Later in 2005, the US clarified that it committed to increase ODA to sub-Saharan Africa from $4.4 billion in 2004 to $8.8 billion in 2010.
Statement from head of state
‘The first four years of my administration, we doubled our assistance to Africa. At the G8 summit in 2005, I promised our assistance to Africa would double once again by 2010. I made a promise to the people. People expect us to deliver on that promise, and I expect Congress to help. We must not short change these efforts.’
PRESIDENT GEORGE W. BUSH 31 MAY 2007 SPEAKING AT THE UNITED STATES GLOBAL LEADERSHIP COUNCIL IN WASHINGTON, D.C.
‘As for America and the West, our commitment must be measured by more than just the dollars we spend. I've pledged substantial increases in our foreign assistance, which is in Africa's interests and America's interests. But the true sign of success is not whether we are a source of perpetual aid that helps people scrape by -- it's whether we are partners in building the capacity for transformational change.’
PRESIDENT BARACK OBAMA 11 JULY 2009 ACCRA, GHANA
In 2009, US development assistance to sub-Saharan Africa rose by 14% ($1.12 billion). With this increase, the US exceeded its Gleneagles commitment one year in advance of the target. In 2010, ONE estimates that the US will increase ODA to the region by an additional $1.6 billion, meaning that it will have delivered 158% ($5.384 billion) of the increases it promised at Gleneagles.
Despite its relatively smaller commitment in 2005, the US has made the largest ODA increases by volume to sub-Saharan Africa among the G8. Although it has already committed to double foreign assistance by 2015, this commitment is expected to be met relatively easily given US interests in both sub-Saharan Africa and strategic states. In the years ahead, the US should set a new ODA commitment (including an ambitious target for sub-Saharan Africa) as part of a comprehensive national strategy on global development.
The US remains a clear leader on global health programmes and has maintained a solid record on investments in agriculture. Recent appropriations and proposed budgets for other development sectors are likely to deliver higher ODA disbursements in the future. At present, the US remains below a proportionate share in some sectors, especially in education. It has also performed poorly on most aid effectiveness indicators measured in this report. As the Obama Administration moves forward on two new strategy and operational initiatives (one led by the White House and one by the State Department/USAID) there is hope that aid effectiveness will be improved. The US is also off track to meet its commitments to cancel debt to the world’s poorest countries, and like the rest of the G8 is failing to deliver on its commitment to 'make trade work for Africa'.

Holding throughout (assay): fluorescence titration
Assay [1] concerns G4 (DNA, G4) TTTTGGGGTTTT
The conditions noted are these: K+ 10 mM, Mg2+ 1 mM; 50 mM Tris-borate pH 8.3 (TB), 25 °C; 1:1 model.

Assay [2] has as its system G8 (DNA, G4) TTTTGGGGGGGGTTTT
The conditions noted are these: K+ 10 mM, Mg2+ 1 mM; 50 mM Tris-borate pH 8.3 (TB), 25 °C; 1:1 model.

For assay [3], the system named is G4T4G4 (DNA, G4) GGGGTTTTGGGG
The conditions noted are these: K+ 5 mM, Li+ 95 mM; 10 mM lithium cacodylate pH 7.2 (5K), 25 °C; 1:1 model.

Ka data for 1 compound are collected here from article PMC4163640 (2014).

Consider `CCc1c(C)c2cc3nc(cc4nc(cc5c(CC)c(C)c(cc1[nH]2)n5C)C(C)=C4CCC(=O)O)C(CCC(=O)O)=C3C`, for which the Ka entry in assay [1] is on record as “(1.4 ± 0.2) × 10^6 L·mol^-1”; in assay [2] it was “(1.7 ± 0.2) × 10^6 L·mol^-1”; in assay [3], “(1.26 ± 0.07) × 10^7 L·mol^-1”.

Despite small increases in ODA to sub-Saharan Africa during the two years following Gleneagles, the strong growth in 2008 and 2009 has pushed the US’s contributions higher than the pledge made in 2005. With a robust pipeline for 2010, the US is almost certainly positioned to go well beyond its commitment to double ODA to the region.
The commitments and policies made in the first year of the Obama Administration further reinforce the prospects that US development assistance to sub- Saharan Africa will continue to rise at least for several years beyond 2010. President Obama has said that he will double foreign aid by 2015 – a pledge that, if fulfilled, will begin to appear in ODA disbursements after 2010. How much of this increase will be directed to sub-Saharan Africa, however, remains uncertain. The region will certainly benefit from two new initiatives for global health and food security, but part of the doubling track for foreign aid assumes significant increases for development investments in Afghanistan, Pakistan and other strategic countries. An Administration clarification of what the ‘doubling of aid’ pledge means specifically for sub-Saharan Africa would be helpful.
A serious challenge to Administration proposals to increase US ODA globally and in sub-Saharan Africa will be its ability to convince Congress to support higher spending at a time of unprecedented budget deficits. At the same time that President Obama proposed to freeze most domestic spending for FY2011, he requested a $5.2 billion increase, or 15%, for US foreign assistance. Sub-Saharan Africa, however, would not be the principal beneficiary of these additional resources, with development assistance projected to grow by $470 million, or 6.7%.
If President Obama is able to build Congressional support for his health and food security initiatives, as well as support robust replenishments for several multilateral institutions, including the African Development Bank and the Global Fund, US ODA to sub-Saharan Africa should continue to grow beyond the timeframe of the Gleneagles pledge.
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